#IWSG: Perpetual Self Doubt Machine

Are you a writer?  Do you feel insecure about your writing life?  Well then the Insecure Writer’s Support Group is the support group for you!  IWSG is a monthly blog hop created by Alex J. Cavanuagh and co-hosted this month by Jemima Pett, Debs Carey, Kim Lajevard, Sarah Foster, Natalie Aguirre, and T. Powell Coltrin.  If you want to learn more about this amazingly supportive group and see a full list of participating blogs, click here.

Hello, friends!  For today’s IWSG post, I’ve decided to turn the floor over to my muse, the magical fairy person who encourages me (sometimes by brute force) to do my writing.  She has something to say, and perhaps it’s something your muse would like to hear.

* * *

My fellow muses, what do you do when your writer stops believing that they’re a writer?  Writers write.  It’s the most natural and normal thing for them to do.  And yet many writers (my own included) make themselves miserable with self doubt.  My writer often starts asking himself questions like “Is writing really worth it?” or “Why am I doing this to myself?” or “What if it’s time to quit writing?”

From talking with other muses, I’ve learned that many creative humans struggle with these questions.  If only there were a way self doubt could be used to generate energy, the perpetual self doubt of writers and artists could be used to solve the humans’ energy crisis.

Recently, another human said a thing to my writer.  An insensitive and cruel thing.  As a direct result of this thing that was said, my writer started asking himself more frequently and fervently: “Should I give up on writing?”  Again and again, day and night, for weeks on end: “Should I give up?  Should I give up?  Should I give up?”

Obviously, the answer is no, but it was equally obvious that doubts and insecurities of this kind had been simmering beneath the surface for a long time already.  Otherwise, one single, careless comment would not have caused so much duress.  So rather than simply saying “no” to all this self-doubting and self-questioning, I offered a different question: “Should you, perhaps, give up on writing this one project—this one particular project that you’ve been stuck on for the past two or three years?”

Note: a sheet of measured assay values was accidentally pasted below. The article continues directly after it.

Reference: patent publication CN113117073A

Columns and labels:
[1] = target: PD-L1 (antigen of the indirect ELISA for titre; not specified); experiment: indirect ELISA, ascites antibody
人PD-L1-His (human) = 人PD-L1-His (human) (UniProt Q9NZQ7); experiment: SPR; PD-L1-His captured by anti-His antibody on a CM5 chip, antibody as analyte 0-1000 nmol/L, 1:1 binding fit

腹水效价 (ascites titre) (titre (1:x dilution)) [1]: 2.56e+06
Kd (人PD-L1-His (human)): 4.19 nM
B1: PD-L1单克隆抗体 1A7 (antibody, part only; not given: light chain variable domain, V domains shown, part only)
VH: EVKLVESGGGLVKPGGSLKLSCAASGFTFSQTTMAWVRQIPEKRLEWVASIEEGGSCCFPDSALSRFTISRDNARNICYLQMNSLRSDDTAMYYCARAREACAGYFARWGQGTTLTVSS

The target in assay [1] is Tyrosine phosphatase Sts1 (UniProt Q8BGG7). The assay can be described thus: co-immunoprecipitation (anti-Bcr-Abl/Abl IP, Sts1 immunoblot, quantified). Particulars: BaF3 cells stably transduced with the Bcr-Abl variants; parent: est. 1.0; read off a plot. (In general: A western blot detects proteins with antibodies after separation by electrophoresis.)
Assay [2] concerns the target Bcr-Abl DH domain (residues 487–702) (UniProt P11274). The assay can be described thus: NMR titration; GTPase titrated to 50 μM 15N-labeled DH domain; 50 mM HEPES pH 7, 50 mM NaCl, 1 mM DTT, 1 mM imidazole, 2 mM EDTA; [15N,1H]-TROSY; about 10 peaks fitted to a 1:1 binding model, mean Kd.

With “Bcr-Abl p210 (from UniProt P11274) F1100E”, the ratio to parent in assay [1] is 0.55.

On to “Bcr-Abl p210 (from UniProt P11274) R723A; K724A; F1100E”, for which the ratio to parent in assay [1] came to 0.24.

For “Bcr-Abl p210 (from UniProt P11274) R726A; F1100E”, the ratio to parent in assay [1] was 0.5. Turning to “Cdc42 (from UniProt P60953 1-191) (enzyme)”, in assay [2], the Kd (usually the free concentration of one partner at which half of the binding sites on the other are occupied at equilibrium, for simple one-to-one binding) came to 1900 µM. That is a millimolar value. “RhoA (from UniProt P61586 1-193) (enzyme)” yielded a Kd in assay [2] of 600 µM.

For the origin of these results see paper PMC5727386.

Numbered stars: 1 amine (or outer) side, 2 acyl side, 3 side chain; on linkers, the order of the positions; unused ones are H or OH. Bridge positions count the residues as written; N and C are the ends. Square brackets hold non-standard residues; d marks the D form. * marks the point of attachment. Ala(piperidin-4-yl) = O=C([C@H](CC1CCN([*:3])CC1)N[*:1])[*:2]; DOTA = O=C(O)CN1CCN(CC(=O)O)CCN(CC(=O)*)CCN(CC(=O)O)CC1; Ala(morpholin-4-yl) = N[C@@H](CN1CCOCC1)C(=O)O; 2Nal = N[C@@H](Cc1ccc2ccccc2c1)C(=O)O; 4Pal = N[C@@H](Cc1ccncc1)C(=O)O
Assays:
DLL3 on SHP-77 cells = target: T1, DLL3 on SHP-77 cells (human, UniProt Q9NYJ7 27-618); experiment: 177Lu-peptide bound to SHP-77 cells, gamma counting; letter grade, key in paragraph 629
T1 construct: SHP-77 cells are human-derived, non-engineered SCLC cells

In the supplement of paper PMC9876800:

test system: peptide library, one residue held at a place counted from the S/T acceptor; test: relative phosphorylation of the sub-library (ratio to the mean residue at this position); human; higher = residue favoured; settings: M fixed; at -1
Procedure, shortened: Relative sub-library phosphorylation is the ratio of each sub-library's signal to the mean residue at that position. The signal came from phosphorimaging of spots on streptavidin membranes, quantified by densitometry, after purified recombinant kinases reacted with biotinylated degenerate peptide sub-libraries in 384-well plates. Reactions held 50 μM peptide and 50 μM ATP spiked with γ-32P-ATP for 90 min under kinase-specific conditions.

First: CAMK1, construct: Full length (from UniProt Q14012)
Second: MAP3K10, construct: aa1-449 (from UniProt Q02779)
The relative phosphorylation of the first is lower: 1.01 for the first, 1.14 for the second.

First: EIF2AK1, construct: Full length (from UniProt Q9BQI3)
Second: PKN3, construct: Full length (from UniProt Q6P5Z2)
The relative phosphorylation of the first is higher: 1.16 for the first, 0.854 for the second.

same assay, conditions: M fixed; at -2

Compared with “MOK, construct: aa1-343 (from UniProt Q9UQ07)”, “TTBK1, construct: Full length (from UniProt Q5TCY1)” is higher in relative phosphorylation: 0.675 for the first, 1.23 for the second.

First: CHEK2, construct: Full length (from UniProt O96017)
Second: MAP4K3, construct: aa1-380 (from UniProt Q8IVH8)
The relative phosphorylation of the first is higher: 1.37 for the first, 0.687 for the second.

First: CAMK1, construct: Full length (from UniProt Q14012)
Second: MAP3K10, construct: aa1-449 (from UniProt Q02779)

That gave my writer pause.  That got my writer thinking again, got him wondering what he might write instead of that old writing project.  It got him to consider ideas that were fresh and new, ideas that are true to the person my writer is today, rather than the person he used to be several years ago.  Of course, my writer did not come up with these fresh new ideas without help.  I contributed to the process.  I am his muse, after all.

So, my fellow muses, if your writer keeps getting stuck on questions like “Should I give up on writing?” a simple “no” may not be sufficient.  A better answer may be to change or rephrase the original question.

19 thoughts on “#IWSG: Perpetual Self Doubt Machine

  1. Flitting from project to project may mean you never get anything completed, but staring at the same blank screen over and over gets nothing completed too. It is possible to be too responsible, have too much grit. On to an exciting and inspiring project! Good advice.

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    1. As a wise man once said, “All work and no play makes Jack a dull boy.” I am very excited for the new project I’m working on, but I also have one or two small side projects to play with as well, to keep things from getting dull.

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  2. James, I’m feeling there’s lots of new energy and excitement coming from you for the writing road ahead – your muse is a wise bird, and she serves you well. Looking forward to seeing your projects develop and to giving you joy in 2023.

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  3. What matters to me right now? If we ask this and just start doodling, something meaningful may ensue from the pen / keyboards… for us. For something always matters if we give it a chance to say it to us… and then to share with others too.